Other parts of this series:
Europe’s financial services institutions (FSIs) face several pressure points that are compelling them to go digital. But from a customer’s and an investor’s perspective, what does the digital transformation of banks and insurers currently look like? Are FSIs progressing far and fast enough these important stakeholders?
New Accenture research clearly shows there is considerable work to be done by FSIs if they are going to transform themselves into digital operations that deliver the rich experience customers demand and the profits investors require.
Just consider: Consumers expect their banking and insurance servicing needs to be met immediately. In addition, new market entrants are building financial transactions seamlessly into their customers’ digital experiences in an effort to take FSIs not only out of the loop but also out of customers’ sight.
Given those challenges, I’m encouraged to see that major European FSIs understand they could shore up and build their relevance and revenues by embracing the digital concept. But new Accenture research, detailed in our European Financial Services Digital Readiness Report, underscores that FSIs have significant ground to cover “to close the gap between aspiration and application.”
We examined the digital readiness of companies in several industries and compared it to that of 26 large banks and 27 major insurers headquartered in France, Germany, Italy, Spain and the United Kingdom.
We measured these organizations’ progress in going digital and identified the best practices across four key areas of the business spectrum: strategy, production and delivery, customer experience, and corporate culture and operations. For sake of brevity, I’ll refer to those areas as planning, making, selling and managing.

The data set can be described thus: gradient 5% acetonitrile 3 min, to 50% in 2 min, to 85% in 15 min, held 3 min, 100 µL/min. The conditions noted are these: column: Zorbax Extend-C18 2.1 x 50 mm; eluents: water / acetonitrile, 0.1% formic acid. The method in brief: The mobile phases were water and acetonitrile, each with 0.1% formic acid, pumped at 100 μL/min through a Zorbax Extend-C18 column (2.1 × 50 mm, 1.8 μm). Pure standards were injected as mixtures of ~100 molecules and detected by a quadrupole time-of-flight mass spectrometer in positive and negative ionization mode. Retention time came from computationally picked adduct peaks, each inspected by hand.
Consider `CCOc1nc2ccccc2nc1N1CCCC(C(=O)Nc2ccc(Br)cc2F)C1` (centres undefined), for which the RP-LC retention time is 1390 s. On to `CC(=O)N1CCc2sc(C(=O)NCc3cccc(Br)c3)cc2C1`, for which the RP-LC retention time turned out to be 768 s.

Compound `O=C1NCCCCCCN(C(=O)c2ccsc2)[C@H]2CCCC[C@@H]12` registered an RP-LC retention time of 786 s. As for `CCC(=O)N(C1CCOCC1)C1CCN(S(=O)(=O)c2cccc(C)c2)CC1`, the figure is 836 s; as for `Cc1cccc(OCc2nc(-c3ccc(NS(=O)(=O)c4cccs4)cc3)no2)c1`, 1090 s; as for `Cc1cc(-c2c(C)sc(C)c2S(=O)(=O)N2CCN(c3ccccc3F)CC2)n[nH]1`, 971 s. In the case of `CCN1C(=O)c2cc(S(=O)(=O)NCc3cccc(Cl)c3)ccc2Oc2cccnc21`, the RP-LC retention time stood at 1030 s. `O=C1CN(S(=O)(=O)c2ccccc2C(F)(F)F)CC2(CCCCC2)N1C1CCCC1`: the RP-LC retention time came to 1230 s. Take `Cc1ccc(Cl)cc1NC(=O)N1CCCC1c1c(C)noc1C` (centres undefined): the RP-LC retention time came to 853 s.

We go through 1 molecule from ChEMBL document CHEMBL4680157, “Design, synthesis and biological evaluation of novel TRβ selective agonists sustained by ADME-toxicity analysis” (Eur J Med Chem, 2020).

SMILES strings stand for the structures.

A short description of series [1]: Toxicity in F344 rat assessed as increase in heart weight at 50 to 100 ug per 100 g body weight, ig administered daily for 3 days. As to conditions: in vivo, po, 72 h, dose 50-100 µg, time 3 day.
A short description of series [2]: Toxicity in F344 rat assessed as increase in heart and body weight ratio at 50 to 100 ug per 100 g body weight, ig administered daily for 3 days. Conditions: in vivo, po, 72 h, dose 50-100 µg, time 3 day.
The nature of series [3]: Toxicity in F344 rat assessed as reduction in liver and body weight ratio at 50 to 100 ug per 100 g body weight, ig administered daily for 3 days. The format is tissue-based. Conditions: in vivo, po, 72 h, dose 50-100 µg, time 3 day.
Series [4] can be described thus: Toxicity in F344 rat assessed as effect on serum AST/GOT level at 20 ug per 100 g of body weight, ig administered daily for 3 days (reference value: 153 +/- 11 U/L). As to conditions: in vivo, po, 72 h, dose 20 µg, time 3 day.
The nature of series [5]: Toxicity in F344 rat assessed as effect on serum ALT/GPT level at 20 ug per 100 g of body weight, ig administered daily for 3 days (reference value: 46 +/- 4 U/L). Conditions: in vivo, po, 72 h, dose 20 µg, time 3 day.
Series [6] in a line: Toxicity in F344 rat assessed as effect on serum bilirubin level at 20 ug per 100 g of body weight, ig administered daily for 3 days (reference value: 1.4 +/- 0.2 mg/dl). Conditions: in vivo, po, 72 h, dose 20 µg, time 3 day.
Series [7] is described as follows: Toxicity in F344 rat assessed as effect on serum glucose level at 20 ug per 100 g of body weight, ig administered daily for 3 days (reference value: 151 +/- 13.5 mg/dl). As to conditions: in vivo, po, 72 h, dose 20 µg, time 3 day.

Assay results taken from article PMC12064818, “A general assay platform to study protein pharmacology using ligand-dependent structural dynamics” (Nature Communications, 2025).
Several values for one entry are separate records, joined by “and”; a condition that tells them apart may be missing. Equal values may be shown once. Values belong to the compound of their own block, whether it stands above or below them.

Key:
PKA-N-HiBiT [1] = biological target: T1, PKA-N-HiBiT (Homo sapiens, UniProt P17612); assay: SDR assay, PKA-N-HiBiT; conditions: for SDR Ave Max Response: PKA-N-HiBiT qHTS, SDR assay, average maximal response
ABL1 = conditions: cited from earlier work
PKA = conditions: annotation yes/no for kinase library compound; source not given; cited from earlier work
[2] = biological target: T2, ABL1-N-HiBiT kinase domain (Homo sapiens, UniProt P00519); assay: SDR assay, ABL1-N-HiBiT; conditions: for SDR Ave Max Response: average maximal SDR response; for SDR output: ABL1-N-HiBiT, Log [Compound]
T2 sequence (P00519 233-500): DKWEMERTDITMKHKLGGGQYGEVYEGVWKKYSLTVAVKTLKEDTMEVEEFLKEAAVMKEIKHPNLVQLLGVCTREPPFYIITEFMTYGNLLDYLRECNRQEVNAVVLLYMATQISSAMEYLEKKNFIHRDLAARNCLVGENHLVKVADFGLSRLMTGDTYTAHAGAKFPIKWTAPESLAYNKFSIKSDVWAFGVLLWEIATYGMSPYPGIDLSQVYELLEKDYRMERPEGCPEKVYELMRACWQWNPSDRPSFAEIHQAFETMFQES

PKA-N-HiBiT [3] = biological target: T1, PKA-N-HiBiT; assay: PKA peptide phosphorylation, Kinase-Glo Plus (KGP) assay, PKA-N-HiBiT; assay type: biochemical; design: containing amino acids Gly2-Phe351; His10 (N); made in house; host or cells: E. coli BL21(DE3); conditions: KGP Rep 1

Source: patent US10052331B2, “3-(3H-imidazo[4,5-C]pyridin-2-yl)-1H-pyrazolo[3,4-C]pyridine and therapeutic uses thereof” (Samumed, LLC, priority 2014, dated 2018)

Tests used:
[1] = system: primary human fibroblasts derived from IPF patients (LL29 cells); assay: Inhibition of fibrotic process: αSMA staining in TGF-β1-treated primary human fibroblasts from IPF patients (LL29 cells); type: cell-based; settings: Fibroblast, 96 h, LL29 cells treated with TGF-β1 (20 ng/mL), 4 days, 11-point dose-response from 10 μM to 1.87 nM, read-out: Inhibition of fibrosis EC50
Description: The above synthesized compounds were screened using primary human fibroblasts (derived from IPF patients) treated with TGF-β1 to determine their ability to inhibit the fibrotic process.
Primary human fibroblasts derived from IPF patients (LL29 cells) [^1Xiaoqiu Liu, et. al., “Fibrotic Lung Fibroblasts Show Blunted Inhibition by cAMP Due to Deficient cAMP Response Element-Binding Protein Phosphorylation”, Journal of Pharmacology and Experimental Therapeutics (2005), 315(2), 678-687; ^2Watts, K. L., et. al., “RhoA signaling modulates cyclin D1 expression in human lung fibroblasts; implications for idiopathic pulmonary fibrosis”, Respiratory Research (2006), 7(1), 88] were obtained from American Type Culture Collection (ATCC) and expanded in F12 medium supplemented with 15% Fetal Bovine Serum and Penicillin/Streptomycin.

Here is what we found. Our scoring is based on a scale of 1 to 4, with 4 being the highest rating:
Digital disruptors, such as Google, Salesforce and Uber, perform highest in those four key areas with a 3.5 score on average. The next best performers are the electronics and high tech industry at 2.8 and then the communications industry at 2.5. European FSIs score more than a full point lower than digital disrupters at 2.35, which is only slightly better than the utilities sector. The consumer goods and services industry and the energy sector score the lowest, more than a half point behind FSIs.
FSIs score their highest in planning and selling. But at 2.68 and 2.33, respectively, they still fall far short of digital disrupters’ overall average score. Within the planning area, FSIs performed their best in the subgroup “seeing” what they need to do, scoring a respectable 3.15. But they sharply fall off to 2.58 at “planning” based on what they see and 2.32 for “acting” on those plans. Within the selling area, FSIs score 2.56 at “engaging” the customer and 2.48 at “selling.” But then they drop to 2.32, slightly below their overall average score, in “serving” customers.
In making their digital products and services, FSIs score below their overall average at 2.33. While they score 2.68 at “building” their offerings, they are much weaker at “designing” them—scoring 2.29—and “running” them—scoring 2.10.
FSI’s performed poorest in managing, scoring 1.93 on average. Their greatest weakness in this area is “assessing” their products and services, scoring 1.68. But FSIs were not much better at “improving” their offerings, scoring 1.88.
Among the 53 banks and insurers we examined, only three scored well in all four areas, and only five FSIs were strong in three areas.
Next time: The problem with many FSIs’ digital strategies, and the benefits for those that are digitally ready.